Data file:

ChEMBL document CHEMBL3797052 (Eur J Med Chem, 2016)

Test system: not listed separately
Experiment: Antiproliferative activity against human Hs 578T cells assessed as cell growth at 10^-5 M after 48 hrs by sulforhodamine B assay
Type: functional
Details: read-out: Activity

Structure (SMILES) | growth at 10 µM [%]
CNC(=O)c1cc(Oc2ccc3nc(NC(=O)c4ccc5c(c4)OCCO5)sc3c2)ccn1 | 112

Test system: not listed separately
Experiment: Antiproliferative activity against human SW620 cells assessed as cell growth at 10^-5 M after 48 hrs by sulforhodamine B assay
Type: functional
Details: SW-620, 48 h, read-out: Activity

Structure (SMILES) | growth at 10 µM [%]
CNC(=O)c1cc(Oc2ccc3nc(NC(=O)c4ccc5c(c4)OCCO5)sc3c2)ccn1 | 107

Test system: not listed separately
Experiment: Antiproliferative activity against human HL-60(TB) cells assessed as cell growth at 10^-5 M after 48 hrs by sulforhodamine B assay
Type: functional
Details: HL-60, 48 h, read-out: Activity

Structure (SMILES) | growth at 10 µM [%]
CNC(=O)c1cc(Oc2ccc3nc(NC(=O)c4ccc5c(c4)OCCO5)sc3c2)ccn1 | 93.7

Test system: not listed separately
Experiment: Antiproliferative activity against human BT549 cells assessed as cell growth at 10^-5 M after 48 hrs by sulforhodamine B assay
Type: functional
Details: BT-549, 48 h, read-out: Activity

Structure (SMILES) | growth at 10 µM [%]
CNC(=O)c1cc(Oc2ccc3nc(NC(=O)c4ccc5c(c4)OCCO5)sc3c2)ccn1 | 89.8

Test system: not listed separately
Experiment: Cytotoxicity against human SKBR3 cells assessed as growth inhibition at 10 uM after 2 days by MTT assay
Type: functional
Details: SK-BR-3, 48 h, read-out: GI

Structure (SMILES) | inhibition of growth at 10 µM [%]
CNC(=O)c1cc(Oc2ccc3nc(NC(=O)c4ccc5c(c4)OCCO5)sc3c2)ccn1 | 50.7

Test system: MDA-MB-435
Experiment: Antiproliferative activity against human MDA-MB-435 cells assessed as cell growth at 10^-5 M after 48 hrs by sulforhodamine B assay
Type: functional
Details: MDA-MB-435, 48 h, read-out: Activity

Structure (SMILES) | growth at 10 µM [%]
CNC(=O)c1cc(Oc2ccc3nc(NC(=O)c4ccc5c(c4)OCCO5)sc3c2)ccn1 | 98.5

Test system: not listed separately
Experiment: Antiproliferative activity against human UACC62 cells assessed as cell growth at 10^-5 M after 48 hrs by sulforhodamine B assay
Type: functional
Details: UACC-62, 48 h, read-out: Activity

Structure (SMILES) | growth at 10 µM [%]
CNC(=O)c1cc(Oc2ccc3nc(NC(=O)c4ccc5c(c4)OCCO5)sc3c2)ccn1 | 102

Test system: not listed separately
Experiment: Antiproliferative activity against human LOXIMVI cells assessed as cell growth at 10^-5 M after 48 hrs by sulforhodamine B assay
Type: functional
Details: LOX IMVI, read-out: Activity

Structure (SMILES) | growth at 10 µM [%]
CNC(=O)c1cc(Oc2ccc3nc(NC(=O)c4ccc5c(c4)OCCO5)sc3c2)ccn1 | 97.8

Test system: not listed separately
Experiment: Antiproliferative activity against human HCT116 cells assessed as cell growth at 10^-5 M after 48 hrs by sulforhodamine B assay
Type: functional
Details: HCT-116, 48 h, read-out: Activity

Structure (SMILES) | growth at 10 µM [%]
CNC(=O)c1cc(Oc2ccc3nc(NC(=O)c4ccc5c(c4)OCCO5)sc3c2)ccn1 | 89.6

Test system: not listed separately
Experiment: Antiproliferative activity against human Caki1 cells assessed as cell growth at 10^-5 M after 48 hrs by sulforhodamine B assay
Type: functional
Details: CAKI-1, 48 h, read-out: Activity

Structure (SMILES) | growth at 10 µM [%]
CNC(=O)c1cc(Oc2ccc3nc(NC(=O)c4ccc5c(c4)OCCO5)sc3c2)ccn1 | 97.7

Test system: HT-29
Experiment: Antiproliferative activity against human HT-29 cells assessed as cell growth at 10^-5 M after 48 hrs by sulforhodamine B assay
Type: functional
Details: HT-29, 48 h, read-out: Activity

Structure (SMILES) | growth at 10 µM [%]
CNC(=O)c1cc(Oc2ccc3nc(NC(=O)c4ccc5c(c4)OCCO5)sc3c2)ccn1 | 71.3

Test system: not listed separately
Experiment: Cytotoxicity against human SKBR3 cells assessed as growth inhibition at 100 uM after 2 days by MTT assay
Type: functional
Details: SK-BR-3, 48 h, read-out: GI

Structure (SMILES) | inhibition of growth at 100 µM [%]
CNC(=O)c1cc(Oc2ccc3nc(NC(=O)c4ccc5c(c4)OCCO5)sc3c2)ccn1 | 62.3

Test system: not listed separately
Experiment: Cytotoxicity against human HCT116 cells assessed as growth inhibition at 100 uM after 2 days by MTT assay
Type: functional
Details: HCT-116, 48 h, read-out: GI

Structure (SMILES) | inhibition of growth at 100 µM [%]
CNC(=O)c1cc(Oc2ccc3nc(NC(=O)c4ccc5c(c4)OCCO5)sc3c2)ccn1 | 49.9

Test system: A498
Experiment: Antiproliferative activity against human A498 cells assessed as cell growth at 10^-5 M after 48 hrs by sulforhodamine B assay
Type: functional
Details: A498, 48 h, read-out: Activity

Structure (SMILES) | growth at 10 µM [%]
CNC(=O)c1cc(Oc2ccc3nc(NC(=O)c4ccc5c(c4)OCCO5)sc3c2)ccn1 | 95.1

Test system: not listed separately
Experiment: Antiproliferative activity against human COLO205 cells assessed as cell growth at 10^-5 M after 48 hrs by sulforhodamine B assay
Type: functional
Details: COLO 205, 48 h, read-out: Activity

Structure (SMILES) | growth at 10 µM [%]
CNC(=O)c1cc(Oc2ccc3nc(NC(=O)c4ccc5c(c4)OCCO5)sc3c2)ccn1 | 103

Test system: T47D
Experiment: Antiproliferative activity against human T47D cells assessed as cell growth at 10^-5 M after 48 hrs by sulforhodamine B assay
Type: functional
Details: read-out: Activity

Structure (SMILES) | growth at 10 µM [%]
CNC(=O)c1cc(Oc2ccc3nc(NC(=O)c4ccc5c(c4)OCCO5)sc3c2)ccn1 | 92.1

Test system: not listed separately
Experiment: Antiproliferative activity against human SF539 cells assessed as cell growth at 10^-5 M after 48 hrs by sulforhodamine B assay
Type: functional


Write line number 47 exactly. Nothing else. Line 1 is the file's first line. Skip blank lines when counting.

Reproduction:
Details: LOX IMVI, read-out: Activity